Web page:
I think I’ve pretty much decided I won’t be returning to the classroom anytime soon. Which means I had better start developing another new career. I wrote this novel during National Write a Novel in a Month (I think in 2013) and never did much with it except let it sit and stew. Nearly a Saturn square later, I’m having a look. It’s a little wild and crazy. . .
NB You can tell I was teaching Religious Education when I wrote this!
Julie was sleeping peacefully. At eight years old, she was a very pretty girl. Her hair was strawberry blonde and she was petite as Beth had been when she was a child. Beth couldn’t resist brushing the curls from her forehead and then touching her check. In her sleep, Julie turned her head towards her mother’s hand and made sucking noises. The doctors called this the rooting reflexes and had patiently explained this was yet another symptom of Julie’s neurological condition.
Watching her daughter sleep was often enough to convince Beth that Julie was just like any other child. How could Tom be so cruel? Yes, the wheelchair was a pain, yes, changing diapers on a child bigger than an infant was difficult, of course the tests showed problems. These were no reasons to give up. Beth could accept that Julie might face limitations but she would get better and stronger.
As she thought this, Julie suddenly let out a groan and her body stiffened then began the convulsions. Beth looked at her watch and reached for the clipboard beside the bed to record the time and length of seizures. Usually Julie’s seizures lasted less than a minute and passed without incident. It was good that she was in bed and not in her wheelchair. The bed could withstand any amount of her thrashing but the wheelchair was dangerous. To keep her from swallowing her tongue, Beth rolled her on her side and moved her to the centre of the bed. Julie’s eyes had rolled up in her head and her legs bicycled.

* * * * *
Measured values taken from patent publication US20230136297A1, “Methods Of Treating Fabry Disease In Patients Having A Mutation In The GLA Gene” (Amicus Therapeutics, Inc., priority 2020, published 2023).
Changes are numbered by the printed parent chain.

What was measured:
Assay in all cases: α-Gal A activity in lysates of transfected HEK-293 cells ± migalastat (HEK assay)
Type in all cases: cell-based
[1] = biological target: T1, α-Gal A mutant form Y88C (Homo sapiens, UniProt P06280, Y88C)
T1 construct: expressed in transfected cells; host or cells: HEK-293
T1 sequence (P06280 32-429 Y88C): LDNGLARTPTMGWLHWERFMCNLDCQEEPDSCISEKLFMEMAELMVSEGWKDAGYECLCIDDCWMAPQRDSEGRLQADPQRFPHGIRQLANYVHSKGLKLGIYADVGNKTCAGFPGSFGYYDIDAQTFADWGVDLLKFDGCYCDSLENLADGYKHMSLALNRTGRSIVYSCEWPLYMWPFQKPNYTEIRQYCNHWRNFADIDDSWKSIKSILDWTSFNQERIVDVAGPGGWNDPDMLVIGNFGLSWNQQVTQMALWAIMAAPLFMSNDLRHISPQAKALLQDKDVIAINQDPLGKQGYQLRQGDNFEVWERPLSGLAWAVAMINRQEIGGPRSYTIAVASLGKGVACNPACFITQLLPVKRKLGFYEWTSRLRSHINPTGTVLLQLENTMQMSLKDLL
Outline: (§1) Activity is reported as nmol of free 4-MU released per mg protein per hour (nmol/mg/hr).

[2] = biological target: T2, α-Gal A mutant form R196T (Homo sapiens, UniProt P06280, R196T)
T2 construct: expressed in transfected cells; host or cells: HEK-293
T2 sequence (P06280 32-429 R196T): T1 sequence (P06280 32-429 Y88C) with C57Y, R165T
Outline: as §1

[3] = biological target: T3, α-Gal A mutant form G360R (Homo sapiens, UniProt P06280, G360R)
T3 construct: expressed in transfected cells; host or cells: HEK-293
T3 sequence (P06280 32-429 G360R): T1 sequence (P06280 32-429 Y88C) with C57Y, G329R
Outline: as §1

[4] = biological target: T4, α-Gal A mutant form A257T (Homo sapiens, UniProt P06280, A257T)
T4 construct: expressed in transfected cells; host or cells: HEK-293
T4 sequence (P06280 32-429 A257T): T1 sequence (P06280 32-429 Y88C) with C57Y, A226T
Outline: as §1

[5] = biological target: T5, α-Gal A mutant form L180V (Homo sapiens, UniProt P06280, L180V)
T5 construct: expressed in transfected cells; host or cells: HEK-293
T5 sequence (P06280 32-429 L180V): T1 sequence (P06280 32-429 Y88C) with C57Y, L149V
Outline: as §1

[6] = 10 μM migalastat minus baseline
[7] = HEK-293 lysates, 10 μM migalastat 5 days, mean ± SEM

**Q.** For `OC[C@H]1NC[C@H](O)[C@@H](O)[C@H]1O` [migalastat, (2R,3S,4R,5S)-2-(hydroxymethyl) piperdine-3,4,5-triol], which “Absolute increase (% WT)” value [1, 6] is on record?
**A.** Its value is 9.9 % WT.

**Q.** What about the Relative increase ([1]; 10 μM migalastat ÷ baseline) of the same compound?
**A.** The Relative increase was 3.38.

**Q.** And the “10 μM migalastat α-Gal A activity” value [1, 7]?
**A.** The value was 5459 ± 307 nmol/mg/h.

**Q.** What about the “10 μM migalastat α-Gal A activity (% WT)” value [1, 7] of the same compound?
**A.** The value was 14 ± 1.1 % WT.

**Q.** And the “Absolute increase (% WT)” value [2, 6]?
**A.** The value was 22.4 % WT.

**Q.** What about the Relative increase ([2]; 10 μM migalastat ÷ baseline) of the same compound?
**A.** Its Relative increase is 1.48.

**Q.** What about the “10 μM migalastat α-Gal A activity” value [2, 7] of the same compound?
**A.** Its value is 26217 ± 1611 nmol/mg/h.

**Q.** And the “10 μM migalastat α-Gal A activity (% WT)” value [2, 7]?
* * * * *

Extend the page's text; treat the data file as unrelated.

“It’s OK, Jules,” Beth said. “Mommy’s here.” Of course, she could never be sure if Julie heard her or not but if it had been her having a seizure, she would have liked to have known her mother was nearby.
Beth checked her watch again. A minute had passed. As suddenly as the seizure started, it stopped. Julie opened her eyes and turned to see her mother. “That’s my girl,” Beth whispered. “Welcome back!” she smiled.
A thin trace of a smile came to Julie’s face as she rolled back. Then, as if a cloud had passed over, another groan escaped from her and the convulsions started again. This time, Julie had clutched the blankets and her head shook unnaturally from side to side. She was groaning loudly so Beth tiptoed to the bedroom door and closed it. She did not want Tom to hear and possibly come in to see what he would see as further evidence that Julie should be taken away from her. Dutifully, Beth looked at her watch to time the length of the seizure.
“C’mon Julie,” Beth said as the minute passed. “Come back to me.” She knocked the television remote to the floor.
The seizure stopped and Julie took a huge gulp of air. It was too much air, too soon and she began choking. Beth rolled her on her side again and patted her back the way the occupational therapist had taught her. Julie continued to cough and then, unbelievably, another seizure started.
Alfie looked on Julie’s television which had changed to the channel with the dots. Not knowing if Beth could see the screen or not, Alfie used his finger to trace where he thought Julie was. A single green dot glowed without a flicker.
“She’ll be all right,” Persephone said.
“That’s what I’m afraid of,” Alfie said.
He was just about to say he thought Beth would kill herself with exhaustion before she would allow Julie to be taken away when a six ton bull elephant entered the room. Alfie looked up at the great beast which was no mean feat in a room so small.